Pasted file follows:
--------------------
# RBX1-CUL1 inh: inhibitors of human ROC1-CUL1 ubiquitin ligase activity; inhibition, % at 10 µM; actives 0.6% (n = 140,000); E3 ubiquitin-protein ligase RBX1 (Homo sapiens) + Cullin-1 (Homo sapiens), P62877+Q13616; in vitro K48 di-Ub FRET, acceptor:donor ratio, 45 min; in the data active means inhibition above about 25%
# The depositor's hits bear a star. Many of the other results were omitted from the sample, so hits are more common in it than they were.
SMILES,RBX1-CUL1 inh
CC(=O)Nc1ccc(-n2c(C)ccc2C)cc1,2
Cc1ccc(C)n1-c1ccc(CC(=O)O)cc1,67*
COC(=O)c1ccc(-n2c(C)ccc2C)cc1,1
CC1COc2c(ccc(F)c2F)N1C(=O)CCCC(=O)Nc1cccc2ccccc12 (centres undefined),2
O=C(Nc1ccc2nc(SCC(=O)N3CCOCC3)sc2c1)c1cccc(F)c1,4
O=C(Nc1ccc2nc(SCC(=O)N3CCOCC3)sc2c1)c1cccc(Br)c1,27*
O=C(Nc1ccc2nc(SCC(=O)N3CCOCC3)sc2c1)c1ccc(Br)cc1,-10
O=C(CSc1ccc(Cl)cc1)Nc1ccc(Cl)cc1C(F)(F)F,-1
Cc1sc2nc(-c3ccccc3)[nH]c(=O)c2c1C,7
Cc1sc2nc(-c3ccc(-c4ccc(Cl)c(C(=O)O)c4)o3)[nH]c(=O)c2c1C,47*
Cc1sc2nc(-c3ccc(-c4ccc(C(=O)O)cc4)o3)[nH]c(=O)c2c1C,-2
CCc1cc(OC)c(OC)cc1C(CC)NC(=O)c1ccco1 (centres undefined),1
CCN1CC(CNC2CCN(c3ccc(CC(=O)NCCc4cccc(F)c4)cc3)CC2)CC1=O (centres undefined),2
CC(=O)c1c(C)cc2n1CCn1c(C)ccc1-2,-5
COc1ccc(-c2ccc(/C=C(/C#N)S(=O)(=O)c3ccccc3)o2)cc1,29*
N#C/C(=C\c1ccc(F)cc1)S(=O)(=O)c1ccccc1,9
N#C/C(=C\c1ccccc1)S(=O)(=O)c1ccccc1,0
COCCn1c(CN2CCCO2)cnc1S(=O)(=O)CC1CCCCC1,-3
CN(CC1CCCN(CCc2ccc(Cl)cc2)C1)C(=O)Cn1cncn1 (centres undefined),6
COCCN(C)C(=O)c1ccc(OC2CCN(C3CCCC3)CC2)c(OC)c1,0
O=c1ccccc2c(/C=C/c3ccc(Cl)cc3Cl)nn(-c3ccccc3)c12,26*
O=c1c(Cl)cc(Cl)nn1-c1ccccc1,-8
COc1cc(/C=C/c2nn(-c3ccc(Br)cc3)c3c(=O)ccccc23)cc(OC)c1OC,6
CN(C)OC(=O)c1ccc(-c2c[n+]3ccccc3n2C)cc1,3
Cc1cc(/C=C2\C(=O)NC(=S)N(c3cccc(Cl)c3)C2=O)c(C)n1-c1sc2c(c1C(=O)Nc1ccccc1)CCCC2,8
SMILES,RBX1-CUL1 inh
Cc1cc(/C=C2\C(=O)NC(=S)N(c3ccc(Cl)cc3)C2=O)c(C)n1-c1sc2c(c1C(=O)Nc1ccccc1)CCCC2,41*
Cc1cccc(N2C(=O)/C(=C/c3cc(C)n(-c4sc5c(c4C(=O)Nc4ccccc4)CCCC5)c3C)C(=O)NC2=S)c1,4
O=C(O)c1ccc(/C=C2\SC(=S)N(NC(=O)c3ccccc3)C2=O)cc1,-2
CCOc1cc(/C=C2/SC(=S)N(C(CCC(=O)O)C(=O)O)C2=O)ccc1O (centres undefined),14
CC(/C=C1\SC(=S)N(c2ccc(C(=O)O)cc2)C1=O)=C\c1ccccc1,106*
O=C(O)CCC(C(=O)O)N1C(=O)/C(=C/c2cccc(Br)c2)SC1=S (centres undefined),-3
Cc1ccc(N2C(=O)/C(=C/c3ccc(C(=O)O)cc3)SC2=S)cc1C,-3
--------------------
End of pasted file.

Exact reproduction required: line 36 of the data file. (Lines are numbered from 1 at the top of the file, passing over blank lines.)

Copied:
Cc1ccc(N2C(=O)/C(=C/c3ccc(C(=O)O)cc3)SC2=S)cc1C,-3